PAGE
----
They are concerned that pressure to refer a patient with breast cancer to a specialist within two weeks of a GP appointment is leading to delayed care for patients referred as ‘routine’ who are found to have breast cancer.
More than one in four patients found to have breast cancer are being referred as ‘routine’, putting them on waiting lists that can be as long as 30 days.
The findings come from a study of the outcomes of primary care referrals to a breast cancer clinic in Bristol between 1999, when the two-week rule was introduced, and 2005.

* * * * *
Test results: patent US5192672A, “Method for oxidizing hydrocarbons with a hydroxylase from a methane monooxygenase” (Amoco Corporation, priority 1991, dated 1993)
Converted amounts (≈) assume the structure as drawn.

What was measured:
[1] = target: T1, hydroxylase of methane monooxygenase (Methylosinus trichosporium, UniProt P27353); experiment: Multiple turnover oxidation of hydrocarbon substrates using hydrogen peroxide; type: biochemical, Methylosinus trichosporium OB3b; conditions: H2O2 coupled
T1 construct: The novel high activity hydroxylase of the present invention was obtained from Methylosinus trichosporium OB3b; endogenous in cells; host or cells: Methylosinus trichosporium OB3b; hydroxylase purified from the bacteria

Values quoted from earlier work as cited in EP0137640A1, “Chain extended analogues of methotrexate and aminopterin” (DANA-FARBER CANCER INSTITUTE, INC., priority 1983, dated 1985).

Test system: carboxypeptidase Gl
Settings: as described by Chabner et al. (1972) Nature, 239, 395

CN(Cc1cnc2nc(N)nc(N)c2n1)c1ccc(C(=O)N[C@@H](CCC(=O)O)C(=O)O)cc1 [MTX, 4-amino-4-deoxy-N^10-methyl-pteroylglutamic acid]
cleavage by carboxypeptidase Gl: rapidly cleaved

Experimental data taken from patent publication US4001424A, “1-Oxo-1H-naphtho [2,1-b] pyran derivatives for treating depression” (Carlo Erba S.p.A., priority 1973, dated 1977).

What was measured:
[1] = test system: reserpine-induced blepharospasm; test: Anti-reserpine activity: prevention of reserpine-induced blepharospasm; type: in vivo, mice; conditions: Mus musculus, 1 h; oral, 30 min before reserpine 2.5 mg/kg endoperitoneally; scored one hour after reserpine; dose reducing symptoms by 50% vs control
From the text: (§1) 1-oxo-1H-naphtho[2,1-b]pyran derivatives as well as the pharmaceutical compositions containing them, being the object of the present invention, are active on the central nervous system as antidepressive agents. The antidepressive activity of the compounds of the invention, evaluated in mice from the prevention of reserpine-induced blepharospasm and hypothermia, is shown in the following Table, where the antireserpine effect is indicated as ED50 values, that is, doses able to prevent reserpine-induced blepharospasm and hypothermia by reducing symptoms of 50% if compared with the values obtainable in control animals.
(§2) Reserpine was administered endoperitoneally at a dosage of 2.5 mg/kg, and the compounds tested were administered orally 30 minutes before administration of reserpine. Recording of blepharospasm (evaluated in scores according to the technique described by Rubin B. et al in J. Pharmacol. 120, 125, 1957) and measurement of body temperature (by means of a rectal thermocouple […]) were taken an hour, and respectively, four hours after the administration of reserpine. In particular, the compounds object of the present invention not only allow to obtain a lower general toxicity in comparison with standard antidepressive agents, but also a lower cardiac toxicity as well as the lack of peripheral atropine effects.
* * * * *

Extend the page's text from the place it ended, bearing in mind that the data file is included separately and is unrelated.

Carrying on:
During this time, the number of annual routine referrals decreased by 24 per cent and two-week referrals increased by 42 per cent.
Over the seven years, the number of patients diagnosed with cancer in the two-week group fell from 12.8 per cent to 7.7 per cent. But the number of cancers detected in the routine group increased from 2.5 per cent to 5.3 per cent.
In all, 27 per cent of patients diagnosed with breast cancer in 2005 were referred as routine, while 90 per cent of two-week referrals were benign.
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